Well, the anxiety is over…I feel more at Namaste as I finally ordered the dreaded bathing suit…or suits I should say. It was difficult, but I persevered. I got them from none other than… Victoria Secret. Ah, I can almost feel my sisters cringing out there. I hear your cries of indignation. “How could you do that? With all of your anxiety about bathing suits, how could you sit there, viewing all those bodacious, size 0, 36D, bombshells without breaking down and plunging your head in a mountainous bowl of ice cream?” I hear you and I agree. It was rather daunting looking at all those lascivious women, which is why I methodically and rationally switched over to ER mode.
I experienced ER mode three years ago when Ari tripped and fell on the concrete at the pool. He gashed his forehead and had a huge egg sized, hematoma like bump. Off to the ER we went, blood spurting all over my clothes, a howling child and a very green-looking husband. Ultimately, I knew Ari was safe, and that his gash was repairable and it’s not that I wasn’t worried, but I needed to be in control since my husband seriously looked like he was going to throw up.
Going into ER mode is like having an out of body experience. It feels as if you’re floating above the surface and becoming completely detached, which ultimately allows you to focus on the detail of the situation, rather than the emotional. It took approximately four people to hold Ari down for stitches. I commanded the front end where all the action was taking place while my husband handled the waist down. Throughout Ari’s sad and pathetic howling, I stayed the course and focused on the process with laser beam attention. I watched the doctor, calmed my child, as I became very transfixed on needle and thread going through my kids forehead. It’s defense mode. It kept me from becoming unhinged.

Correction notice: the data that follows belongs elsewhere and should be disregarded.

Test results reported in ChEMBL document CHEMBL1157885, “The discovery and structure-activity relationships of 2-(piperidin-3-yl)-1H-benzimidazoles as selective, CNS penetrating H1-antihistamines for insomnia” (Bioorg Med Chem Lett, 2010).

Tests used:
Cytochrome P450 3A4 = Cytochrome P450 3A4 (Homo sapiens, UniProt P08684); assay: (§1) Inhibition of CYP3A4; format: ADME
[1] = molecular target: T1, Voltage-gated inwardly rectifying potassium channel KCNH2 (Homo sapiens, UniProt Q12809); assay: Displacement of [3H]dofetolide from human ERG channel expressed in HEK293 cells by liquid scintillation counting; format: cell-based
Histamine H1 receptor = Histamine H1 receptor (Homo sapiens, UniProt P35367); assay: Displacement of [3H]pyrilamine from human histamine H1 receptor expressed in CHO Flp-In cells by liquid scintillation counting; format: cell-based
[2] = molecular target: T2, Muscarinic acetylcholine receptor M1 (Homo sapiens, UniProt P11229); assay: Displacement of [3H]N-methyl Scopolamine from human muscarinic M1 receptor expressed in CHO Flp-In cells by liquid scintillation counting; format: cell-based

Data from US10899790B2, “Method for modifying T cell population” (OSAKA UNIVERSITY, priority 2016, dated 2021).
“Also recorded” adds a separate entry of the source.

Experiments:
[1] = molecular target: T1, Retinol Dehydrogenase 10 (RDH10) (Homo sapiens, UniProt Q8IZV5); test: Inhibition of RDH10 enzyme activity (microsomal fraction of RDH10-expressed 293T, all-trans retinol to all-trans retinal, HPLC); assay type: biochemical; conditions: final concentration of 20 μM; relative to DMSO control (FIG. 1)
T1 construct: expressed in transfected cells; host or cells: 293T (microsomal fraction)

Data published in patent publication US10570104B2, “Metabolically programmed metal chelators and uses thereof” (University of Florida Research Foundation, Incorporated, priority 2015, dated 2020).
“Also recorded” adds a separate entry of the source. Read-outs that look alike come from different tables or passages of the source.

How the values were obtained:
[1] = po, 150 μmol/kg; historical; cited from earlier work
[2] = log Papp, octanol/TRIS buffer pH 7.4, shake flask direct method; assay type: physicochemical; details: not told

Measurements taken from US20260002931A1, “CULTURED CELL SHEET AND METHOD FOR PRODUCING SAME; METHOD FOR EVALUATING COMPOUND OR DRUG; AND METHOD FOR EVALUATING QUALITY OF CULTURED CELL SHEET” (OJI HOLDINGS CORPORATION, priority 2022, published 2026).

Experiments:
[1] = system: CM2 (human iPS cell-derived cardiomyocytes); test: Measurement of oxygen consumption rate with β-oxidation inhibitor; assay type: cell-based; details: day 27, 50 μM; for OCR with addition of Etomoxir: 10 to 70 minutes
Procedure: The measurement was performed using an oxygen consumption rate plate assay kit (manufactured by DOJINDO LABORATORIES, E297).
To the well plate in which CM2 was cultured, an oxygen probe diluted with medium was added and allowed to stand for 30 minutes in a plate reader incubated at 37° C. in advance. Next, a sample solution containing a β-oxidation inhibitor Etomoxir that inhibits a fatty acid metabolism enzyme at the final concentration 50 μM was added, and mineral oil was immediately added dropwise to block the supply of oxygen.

The ER phenomenon is how I managed to order bathing suits. I became completely detached from non-dimpled, size 22- inch waists, and other perky thing-like goddesses. I focused on the bathing suits at hand and really forced myself to find an array of seemingly realistic styles.
Now, here is how I know I have grown as a person with body issues. Some of the colors/styles were on back order and wouldn’t be shipped until the end of June. The old me would have just thrown my hands up and said…”Oh well, woe is me, guess I won’t be ordering a suit today.” But the new and improved, baby step me decided to stop the insanity. No more excuses. It was now or never and if they didn’t have the suit in Eggplant, well, Wild Blueberry would have to suffice.
Speaking of wild blueberry, (I'm switiching gears now and this is a great segue) today is the last day of Food Allergy Awareness Week. Yesterday, I brought in some treats to the teachers in honor of FAAW. I decided that it was my responsibility to communicate and educate…again, baby steps. I left a basket of some amazing blueberry muffins along with a note informing the staff that these were in honor of FAAW, and that they were nut, egg and dairy free.